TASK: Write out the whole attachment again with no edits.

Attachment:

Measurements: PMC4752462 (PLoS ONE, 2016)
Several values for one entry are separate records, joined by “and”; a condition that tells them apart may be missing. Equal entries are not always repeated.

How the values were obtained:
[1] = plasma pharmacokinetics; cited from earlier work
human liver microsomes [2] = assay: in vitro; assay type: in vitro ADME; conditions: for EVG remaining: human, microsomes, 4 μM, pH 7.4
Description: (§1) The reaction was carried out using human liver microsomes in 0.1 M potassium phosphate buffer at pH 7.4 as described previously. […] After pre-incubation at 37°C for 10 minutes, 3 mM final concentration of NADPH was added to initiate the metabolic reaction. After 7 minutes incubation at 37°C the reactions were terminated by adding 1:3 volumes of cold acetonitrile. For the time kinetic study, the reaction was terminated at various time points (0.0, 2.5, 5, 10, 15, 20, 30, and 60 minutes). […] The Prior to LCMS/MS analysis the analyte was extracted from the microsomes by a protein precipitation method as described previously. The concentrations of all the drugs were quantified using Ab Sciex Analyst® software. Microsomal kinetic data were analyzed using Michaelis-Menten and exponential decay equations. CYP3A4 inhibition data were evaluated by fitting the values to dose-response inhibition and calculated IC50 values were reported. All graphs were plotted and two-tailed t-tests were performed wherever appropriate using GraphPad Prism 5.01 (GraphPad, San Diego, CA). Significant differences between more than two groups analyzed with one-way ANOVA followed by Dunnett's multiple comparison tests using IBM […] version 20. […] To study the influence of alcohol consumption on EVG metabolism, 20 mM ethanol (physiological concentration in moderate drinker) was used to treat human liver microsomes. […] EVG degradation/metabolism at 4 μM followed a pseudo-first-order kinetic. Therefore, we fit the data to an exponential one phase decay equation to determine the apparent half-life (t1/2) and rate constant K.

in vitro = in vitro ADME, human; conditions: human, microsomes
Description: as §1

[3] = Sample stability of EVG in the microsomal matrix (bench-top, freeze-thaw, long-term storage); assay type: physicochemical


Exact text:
Measurements: PMC4752462 (PLoS ONE, 2016)
Several values for one entry are separate records, joined by “and”; a condition that tells them apart may be missing. Equal entries are not always repeated.

How the values were obtained:
[1] = plasma pharmacokinetics; cited from earlier work
human liver microsomes [2] = assay: in vitro; assay type: in vitro ADME; conditions: for EVG remaining: human, microsomes, 4 μM, pH 7.4
Description: (§1) The reaction was carried out using human liver microsomes in 0.1 M potassium phosphate buffer at pH 7.4 as described previously. […] After pre-incubation at 37°C for 10 minutes, 3 mM final concentration of NADPH was added to initiate the metabolic reaction. After 7 minutes incubation at 37°C the reactions were terminated by adding 1:3 volumes of cold acetonitrile. For the time kinetic study, the reaction was terminated at various time points (0.0, 2.5, 5, 10, 15, 20, 30, and 60 minutes). […] The Prior to LCMS/MS analysis the analyte was extracted from the microsomes by a protein precipitation method as described previously. The concentrations of all the drugs were quantified using Ab Sciex Analyst® software. Microsomal kinetic data were analyzed using Michaelis-Menten and exponential decay equations. CYP3A4 inhibition data were evaluated by fitting the values to dose-response inhibition and calculated IC50 values were reported. All graphs were plotted and two-tailed t-tests were performed wherever appropriate using GraphPad Prism 5.01 (GraphPad, San Diego, CA). Significant differences between more than two groups analyzed with one-way ANOVA followed by Dunnett's multiple comparison tests using IBM […] version 20. […] To study the influence of alcohol consumption on EVG metabolism, 20 mM ethanol (physiological concentration in moderate drinker) was used to treat human liver microsomes. […] EVG degradation/metabolism at 4 μM followed a pseudo-first-order kinetic. Therefore, we fit the data to an exponential one phase decay equation to determine the apparent half-life (t1/2) and rate constant K.

in vitro = in vitro ADME, human; conditions: human, microsomes
Description: as §1

[3] = Sample stability of EVG in the microsomal matrix (bench-top, freeze-thaw, long-term storage); assay type: physicochemical